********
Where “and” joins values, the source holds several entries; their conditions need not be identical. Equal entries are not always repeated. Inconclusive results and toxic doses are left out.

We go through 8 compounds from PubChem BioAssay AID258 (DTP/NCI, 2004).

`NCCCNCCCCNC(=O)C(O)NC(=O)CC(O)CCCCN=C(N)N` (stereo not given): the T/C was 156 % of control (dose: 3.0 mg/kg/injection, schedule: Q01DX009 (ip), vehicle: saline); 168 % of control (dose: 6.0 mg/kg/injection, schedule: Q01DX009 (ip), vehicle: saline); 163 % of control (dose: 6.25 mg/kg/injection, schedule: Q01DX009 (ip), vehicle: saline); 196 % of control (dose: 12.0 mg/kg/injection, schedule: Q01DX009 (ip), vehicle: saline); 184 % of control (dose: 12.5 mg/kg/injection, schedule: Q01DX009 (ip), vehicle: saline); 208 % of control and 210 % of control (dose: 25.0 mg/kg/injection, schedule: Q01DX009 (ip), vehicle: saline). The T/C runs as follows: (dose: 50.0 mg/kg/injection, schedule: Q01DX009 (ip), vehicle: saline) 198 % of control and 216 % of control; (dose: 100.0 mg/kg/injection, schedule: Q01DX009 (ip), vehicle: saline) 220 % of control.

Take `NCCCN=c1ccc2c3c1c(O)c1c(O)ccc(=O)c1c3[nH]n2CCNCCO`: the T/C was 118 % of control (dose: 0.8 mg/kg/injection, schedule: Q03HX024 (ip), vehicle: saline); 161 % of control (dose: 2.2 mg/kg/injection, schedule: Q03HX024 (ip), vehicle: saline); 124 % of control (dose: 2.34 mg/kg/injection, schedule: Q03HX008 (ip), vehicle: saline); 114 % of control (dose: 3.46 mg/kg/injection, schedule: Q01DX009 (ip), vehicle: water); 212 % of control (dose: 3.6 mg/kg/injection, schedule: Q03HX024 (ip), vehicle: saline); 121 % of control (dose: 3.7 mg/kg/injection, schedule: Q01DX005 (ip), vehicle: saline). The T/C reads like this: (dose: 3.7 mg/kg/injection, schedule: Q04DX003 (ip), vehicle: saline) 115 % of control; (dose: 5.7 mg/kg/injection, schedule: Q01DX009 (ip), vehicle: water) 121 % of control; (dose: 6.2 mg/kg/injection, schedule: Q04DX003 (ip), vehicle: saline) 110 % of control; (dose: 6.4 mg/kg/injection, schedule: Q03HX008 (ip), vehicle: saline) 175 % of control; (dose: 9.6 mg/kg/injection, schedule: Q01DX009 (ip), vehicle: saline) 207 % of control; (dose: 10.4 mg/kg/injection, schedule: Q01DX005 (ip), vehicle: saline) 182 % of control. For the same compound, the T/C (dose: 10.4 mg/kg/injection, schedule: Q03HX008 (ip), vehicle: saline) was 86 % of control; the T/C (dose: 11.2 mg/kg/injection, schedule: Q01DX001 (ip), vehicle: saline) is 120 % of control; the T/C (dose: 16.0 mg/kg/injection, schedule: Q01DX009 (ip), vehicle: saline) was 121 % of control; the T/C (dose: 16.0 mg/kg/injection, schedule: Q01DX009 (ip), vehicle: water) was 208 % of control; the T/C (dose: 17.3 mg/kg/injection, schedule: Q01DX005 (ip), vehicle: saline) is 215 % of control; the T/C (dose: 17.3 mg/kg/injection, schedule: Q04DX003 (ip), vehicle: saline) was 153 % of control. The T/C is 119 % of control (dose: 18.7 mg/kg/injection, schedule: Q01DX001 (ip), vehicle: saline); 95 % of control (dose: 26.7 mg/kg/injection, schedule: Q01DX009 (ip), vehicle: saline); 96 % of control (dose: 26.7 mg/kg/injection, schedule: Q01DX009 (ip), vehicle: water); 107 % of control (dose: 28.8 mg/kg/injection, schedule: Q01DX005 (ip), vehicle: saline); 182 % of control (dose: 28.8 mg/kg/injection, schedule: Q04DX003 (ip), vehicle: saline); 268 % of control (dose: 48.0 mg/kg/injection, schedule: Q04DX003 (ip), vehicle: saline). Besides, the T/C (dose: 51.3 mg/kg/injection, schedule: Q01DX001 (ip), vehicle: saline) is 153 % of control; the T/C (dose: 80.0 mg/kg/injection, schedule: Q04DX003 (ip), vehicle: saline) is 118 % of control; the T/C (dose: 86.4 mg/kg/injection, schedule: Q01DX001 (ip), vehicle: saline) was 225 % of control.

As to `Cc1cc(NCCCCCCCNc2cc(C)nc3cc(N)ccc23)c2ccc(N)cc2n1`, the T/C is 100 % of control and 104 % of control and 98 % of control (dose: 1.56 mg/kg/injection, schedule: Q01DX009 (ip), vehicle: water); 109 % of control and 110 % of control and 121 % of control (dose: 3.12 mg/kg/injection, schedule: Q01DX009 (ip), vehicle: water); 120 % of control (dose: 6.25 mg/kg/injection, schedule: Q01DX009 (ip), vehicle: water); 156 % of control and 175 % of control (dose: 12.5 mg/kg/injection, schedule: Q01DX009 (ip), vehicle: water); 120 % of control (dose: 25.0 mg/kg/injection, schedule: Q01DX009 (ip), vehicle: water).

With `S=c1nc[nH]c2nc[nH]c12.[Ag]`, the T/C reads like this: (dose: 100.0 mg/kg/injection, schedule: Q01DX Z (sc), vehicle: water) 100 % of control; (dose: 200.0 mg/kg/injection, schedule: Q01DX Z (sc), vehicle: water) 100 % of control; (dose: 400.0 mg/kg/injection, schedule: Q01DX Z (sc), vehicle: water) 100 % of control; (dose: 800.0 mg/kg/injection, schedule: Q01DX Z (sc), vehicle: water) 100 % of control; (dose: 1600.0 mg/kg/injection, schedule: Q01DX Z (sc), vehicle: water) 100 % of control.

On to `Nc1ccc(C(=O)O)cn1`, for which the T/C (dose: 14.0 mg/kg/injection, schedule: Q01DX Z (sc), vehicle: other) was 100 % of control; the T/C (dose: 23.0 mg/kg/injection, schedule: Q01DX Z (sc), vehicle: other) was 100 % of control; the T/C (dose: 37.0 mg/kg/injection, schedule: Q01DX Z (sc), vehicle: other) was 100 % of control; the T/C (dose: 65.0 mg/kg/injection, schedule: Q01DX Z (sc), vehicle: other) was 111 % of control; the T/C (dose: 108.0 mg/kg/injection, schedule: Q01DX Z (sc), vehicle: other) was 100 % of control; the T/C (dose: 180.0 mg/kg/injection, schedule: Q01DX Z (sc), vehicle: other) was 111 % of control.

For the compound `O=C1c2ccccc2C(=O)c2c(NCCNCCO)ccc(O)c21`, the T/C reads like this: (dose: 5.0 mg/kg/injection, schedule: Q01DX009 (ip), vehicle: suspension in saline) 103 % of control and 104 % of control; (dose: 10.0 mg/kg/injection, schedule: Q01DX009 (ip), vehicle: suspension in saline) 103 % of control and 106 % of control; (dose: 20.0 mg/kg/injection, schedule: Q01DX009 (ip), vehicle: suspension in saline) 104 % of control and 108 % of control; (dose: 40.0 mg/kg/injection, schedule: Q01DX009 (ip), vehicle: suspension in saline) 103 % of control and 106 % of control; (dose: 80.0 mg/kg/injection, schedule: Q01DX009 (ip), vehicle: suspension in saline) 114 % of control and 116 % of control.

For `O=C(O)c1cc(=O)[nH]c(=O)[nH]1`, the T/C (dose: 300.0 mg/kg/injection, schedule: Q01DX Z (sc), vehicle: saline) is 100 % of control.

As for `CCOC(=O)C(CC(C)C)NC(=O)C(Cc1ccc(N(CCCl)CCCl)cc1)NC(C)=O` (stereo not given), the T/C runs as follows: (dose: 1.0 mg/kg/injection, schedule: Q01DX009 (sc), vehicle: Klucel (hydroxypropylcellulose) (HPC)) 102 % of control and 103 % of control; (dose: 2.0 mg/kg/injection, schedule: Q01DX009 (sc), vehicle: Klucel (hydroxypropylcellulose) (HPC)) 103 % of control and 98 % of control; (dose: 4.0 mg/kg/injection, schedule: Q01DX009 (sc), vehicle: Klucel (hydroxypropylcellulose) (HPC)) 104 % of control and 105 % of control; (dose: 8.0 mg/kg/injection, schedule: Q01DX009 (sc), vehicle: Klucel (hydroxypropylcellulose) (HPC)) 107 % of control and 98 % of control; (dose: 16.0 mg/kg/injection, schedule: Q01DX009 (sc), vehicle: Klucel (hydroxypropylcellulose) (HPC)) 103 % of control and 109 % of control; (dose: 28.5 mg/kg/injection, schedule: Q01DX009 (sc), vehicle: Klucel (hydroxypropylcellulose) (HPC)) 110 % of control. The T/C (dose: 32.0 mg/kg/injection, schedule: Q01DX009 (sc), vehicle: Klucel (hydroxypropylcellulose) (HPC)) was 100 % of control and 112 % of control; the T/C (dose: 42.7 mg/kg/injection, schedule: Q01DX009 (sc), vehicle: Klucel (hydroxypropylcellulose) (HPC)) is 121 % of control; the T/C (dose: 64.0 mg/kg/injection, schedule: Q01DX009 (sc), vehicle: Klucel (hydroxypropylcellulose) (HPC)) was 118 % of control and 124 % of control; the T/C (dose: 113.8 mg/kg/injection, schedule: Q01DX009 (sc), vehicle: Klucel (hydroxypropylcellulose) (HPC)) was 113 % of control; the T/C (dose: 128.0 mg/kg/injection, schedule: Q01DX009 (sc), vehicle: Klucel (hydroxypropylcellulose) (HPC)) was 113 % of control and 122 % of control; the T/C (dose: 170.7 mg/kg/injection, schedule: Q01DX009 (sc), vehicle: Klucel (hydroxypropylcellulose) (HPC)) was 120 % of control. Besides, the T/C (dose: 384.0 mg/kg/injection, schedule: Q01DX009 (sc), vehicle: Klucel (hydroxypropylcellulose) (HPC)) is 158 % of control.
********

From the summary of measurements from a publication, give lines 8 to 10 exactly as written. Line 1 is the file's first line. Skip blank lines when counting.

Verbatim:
For the compound `O=C1c2ccccc2C(=O)c2c(NCCNCCO)ccc(O)c21`, the T/C reads like this: (dose: 5.0 mg/kg/injection, schedule: Q01DX009 (ip), vehicle: suspension in saline) 103 % of control and 104 % of control; (dose: 10.0 mg/kg/injection, schedule: Q01DX009 (ip), vehicle: suspension in saline) 103 % of control and 106 % of control; (dose: 20.0 mg/kg/injection, schedule: Q01DX009 (ip), vehicle: suspension in saline) 104 % of control and 108 % of control; (dose: 40.0 mg/kg/injection, schedule: Q01DX009 (ip), vehicle: suspension in saline) 103 % of control and 106 % of control; (dose: 80.0 mg/kg/injection, schedule: Q01DX009 (ip), vehicle: suspension in saline) 114 % of control and 116 % of control.

For `O=C(O)c1cc(=O)[nH]c(=O)[nH]1`, the T/C (dose: 300.0 mg/kg/injection, schedule: Q01DX Z (sc), vehicle: saline) is 100 % of control.

As for `CCOC(=O)C(CC(C)C)NC(=O)C(Cc1ccc(N(CCCl)CCCl)cc1)NC(C)=O` (stereo not given), the T/C runs as follows: (dose: 1.0 mg/kg/injection, schedule: Q01DX009 (sc), vehicle: Klucel (hydroxypropylcellulose) (HPC)) 102 % of control and 103 % of control; (dose: 2.0 mg/kg/injection, schedule: Q01DX009 (sc), vehicle: Klucel (hydroxypropylcellulose) (HPC)) 103 % of control and 98 % of control; (dose: 4.0 mg/kg/injection, schedule: Q01DX009 (sc), vehicle: Klucel (hydroxypropylcellulose) (HPC)) 104 % of control and 105 % of control; (dose: 8.0 mg/kg/injection, schedule: Q01DX009 (sc), vehicle: Klucel (hydroxypropylcellulose) (HPC)) 107 % of control and 98 % of control; (dose: 16.0 mg/kg/injection, schedule: Q01DX009 (sc), vehicle: Klucel (hydroxypropylcellulose) (HPC)) 103 % of control and 109 % of control; (dose: 28.5 mg/kg/injection, schedule: Q01DX009 (sc), vehicle: Klucel (hydroxypropylcellulose) (HPC)) 110 % of control. The T/C (dose: 32.0 mg/kg/injection, schedule: Q01DX009 (sc), vehicle: Klucel (hydroxypropylcellulose) (HPC)) was 100 % of control and 112 % of control; the T/C (dose: 42.7 mg/kg/injection, schedule: Q01DX009 (sc), vehicle: Klucel (hydroxypropylcellulose) (HPC)) is 121 % of control; the T/C (dose: 64.0 mg/kg/injection, schedule: Q01DX009 (sc), vehicle: Klucel (hydroxypropylcellulose) (HPC)) was 118 % of control and 124 % of control; the T/C (dose: 113.8 mg/kg/injection, schedule: Q01DX009 (sc), vehicle: Klucel (hydroxypropylcellulose) (HPC)) was 113 % of control; the T/C (dose: 128.0 mg/kg/injection, schedule: Q01DX009 (sc), vehicle: Klucel (hydroxypropylcellulose) (HPC)) was 113 % of control and 122 % of control; the T/C (dose: 170.7 mg/kg/injection, schedule: Q01DX009 (sc), vehicle: Klucel (hydroxypropylcellulose) (HPC)) was 120 % of control. Besides, the T/C (dose: 384.0 mg/kg/injection, schedule: Q01DX009 (sc), vehicle: Klucel (hydroxypropylcellulose) (HPC)) is 158 % of control.